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The Maze Runner by James Dashner MAG
James Dashner has joined the ranks of authors like Suzanne Collins and J.K. Rowling, who have written young adult books that have been successfully translated to film. I was thrilled when I heard that The Maze Runner would be made into a movie, and it was well worth the wait. I would even go so far as to say that the film surpasses the book by smoothing out some plot kinks and bringing the maze into reality with A-grade visual effects.
Don't assume that I hated the book, though. In fact, I loved it. Unlike with other novels I have recently read (Divergent by Veronica Roth and The 5th Wave by Rick Yancey), I was unable to predict the ending. The Maze Runner holds you in suspense as Thomas, a boy with no memory but his name, wakes up in a cage that deposits him in the Glade, a farm-like area surrounded by stone walls. He is soon told by other boys living there that the Glade is the center of a giant maze. As a reader you are just as clueless as Thomas and figure things out along with him. I loved the unpredictability of the book, and every time I thought I had a grip on what was going on or what was going to happen, there would be another crazy plot twist.
Although Thomas is the protagonist, a number of really great characters star alongside him: Alby, Newt, Chuck, and Minho. These boys teach Thomas about the organized life inside the maze (not at all like Lord of the Flies, as these boys know how to run things). Each is assigned a different role. The Runner has the job of running in the maze every day to try and find a way out. This might sound easy, but throw in the fact that the maze changes every night and is patrolled by hideous, deadly creatures called Grievers.
When Thomas (who is slightly different from the others, as most YA protagonists are) arrives in the maze, it sets in motion a series of events that changes life in the Glade. The style of writing isn't terrible, although I felt it was a little juvenile at times. It's one of those books with a plot that's so good you forgive the author for how it is written.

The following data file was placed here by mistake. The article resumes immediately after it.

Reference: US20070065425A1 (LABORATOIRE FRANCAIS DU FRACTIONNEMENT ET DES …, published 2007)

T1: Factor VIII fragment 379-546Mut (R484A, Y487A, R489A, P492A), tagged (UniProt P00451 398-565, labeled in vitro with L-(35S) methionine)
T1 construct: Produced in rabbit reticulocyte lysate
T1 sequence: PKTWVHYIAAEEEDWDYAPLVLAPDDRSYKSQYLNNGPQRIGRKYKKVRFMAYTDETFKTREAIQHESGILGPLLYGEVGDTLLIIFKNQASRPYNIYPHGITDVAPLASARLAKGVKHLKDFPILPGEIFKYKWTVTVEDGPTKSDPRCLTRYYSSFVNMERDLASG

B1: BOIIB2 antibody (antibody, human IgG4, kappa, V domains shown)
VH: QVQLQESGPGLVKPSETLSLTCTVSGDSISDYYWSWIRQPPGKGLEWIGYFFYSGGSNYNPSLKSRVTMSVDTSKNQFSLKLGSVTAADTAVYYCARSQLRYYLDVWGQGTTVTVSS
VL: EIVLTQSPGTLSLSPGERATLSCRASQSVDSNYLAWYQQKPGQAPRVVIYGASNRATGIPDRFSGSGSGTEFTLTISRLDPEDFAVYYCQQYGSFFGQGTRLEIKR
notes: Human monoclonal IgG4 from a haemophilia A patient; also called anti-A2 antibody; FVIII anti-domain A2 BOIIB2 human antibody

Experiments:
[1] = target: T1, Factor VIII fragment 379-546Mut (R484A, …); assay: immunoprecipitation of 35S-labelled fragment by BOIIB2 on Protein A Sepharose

The movie, directed by Wes Ball, is a winner. It felt like everything just worked, with all aspects of the film coming together to give the audience quality entertainment that I wished could have carried on for another two hours. Certain aspects of the story weren't there, as is necessary when adapting for screen, but I felt that it had all the crucial elements; what was removed wasn't detrimental to the driving force of the narrative. Thomas was played by Dylan O'Brien, an actor who I think we all need to keep an eye on. I applaud his portrayal, as I felt that he was more concerned with being believable than being handsome. Actually, none of the actors seemed afraid of looking ugly or dirty (which is what one would expect after they run around and do manual labor).
The director and wardrobe department deserve a prize for their devotion to continuity. The characters each wore one outfit through the entire film, which, along with their bodies, got dirtier and dirtier as the days passed. One point that made me giggle was when we meet Teresa, played by Kaya Scodelario. At first her hair looks silky and gorgeous, but the next time we see her, it's frizzy due to the humidity. Most girls would agree that this struggle is real. This was my main quarrel with “The Hunger Games,” since I thought Jennifer Lawrence should have looked dirtier and more worn out than she did. Bravo, “Maze Runner,” for giving us some verisimilitude in this highly surreal movie.
As I mentioned earlier, the special effects were excellent. I truly felt like I was there, and when Thomas almost gets squished by the maze (three times, I might add), my heart wouldn't stop pounding. I really enjoyed the fact that I wasn't watching it in 3D, because the effects can sometimes get in the way of actually seeing what's going on.
This wasn't just an adrenaline-junkie film either; there was some emotional acting by O'Brien. Another stellar performance was by Thomas Brodie-Sangster, who was very natural and believable and exactly how I pictured Newt. Will Poulter, who played Gally, a character who at times is the antagonist, also did an excellent job. Although most of the cast were relative newcomers, I think they were strong and no doubt very well guided by the director and the more experienced actors on set.
It will be interesting to see what they do with the next two books in the trilogy, The Scorch Trials and The Death Cure, as I thought that these were not up to par with The Maze Runner.
Overall I would highly recommend The Maze Runner and its movie version to bookworms and film fanatics alike.